Mild short-term memory loss, word-finding difficulty, and slower processing speed are normal parts of aging that are often noticeable by age 85. Changes from normal brain aging can affect driving safety and increase risk for financial exploitation. These changes can also reduce capacity to understand complicated medical information. Brain aging does not happen at a uniform rate and genetic and social factors (like education and occupation) may be protective (51). Normal cognitive aging does not lead to dementia.
Not all brain functions decline with age. Wisdom and knowledge are known to increase with normal aging, contributing to the appropriate respect afforded to community elders. Empathy and altruism also may increase with age (52).
Rates of dementia increase with age. Death rates from Alzheimer’s disease have been rising while death rates for cardiovascular disease have been falling. Worldwide dementia prevalence may rise from 47 million in 2015 to 131 million in 2050. The estimated cost of dementia worldwide was $818 billion in 2015 and is expected to grow to $2 trillion by 2030 (53). Although dementia screening may have limited clinical benefit because medications are only marginally effective, screening may have public health benefit. Many older adults with dementia have unmet needs and may be living or driving unsafely (54). The Folstein Mini-Mental State Examination is the most commonly used instrument to diagnose dementia but has several limitations including an educational adjustment. For example, in the Irish Longitudinal Study on Aging, mean MMSE scores for 85-year olds with poor education was 25.2 while mean score for 85-year olds with good education was 28.0 (55). People with dementia need opportunities for cognitive stimulation, caregiver support, and possibly assistive technologies to improve safety and independence.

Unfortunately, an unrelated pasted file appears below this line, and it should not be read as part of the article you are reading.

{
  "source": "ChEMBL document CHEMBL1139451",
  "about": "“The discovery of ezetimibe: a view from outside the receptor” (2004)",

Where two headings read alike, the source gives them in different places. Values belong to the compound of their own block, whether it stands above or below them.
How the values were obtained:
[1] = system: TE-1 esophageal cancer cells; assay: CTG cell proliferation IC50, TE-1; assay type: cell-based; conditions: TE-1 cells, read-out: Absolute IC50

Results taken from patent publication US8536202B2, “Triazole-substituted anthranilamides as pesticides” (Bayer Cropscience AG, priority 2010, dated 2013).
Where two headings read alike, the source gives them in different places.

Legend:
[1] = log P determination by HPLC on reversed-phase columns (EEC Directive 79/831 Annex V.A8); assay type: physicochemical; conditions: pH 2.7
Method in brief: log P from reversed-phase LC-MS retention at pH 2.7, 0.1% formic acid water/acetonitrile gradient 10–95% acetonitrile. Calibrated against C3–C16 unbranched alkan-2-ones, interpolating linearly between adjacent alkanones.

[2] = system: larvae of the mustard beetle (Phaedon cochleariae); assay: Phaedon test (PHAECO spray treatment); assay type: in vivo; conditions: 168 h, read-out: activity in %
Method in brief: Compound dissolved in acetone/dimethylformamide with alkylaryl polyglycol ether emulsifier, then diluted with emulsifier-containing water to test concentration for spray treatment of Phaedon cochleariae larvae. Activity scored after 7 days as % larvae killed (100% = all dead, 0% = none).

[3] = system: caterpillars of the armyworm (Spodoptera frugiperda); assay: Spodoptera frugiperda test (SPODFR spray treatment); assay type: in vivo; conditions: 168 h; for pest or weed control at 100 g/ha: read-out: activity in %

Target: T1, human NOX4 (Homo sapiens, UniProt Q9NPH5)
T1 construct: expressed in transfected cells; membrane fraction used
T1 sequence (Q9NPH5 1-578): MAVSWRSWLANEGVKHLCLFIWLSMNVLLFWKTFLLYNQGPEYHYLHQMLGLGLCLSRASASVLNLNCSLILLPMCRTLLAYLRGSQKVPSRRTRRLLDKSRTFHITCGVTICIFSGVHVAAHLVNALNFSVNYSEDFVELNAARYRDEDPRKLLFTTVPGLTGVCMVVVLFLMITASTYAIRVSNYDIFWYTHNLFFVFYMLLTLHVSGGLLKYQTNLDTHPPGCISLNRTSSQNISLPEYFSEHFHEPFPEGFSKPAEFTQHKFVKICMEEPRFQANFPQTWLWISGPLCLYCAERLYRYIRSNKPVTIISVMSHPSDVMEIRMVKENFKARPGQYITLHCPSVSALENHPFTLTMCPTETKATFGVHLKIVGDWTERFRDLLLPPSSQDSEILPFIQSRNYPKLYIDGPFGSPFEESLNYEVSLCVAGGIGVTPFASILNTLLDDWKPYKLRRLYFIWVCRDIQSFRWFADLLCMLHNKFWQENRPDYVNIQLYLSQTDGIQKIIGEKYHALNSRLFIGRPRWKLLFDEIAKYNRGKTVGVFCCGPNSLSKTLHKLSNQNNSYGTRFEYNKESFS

Depression is not a normal consequence of aging. Grief can be a normal response to life events that occur with aging such as bereavement; retirement/loss of income; and loss of physical, social, or cognitive function from illness. Major depression is common throughout adulthood but incidence rates drop after age 60 and then rise again after age 80. Depression prevalence for adults over age 85 is double the rate seen at age 70–74 (23). Depression is even more common among institutionalized older adults and those with disabilities (56). Aggressive approaches to diagnosis and treatment are warranted to minimize suffering, improve overall functioning, and prevent suicide. Suicide among older American adults is most common in 85-year-old white men (57).
Being married and being wealthy predict longer survival. The benefit of marriage seems stronger for men than women. Alternatively, social isolation predicts mortality and other adverse outcomes in older adults (58). Five percent of older adults are home bound, rarely leaving the home except for important medical appointments (59). Most of these older adults are >80. These older adults who live alone and are in poor health are vulnerable during a natural disaster (60).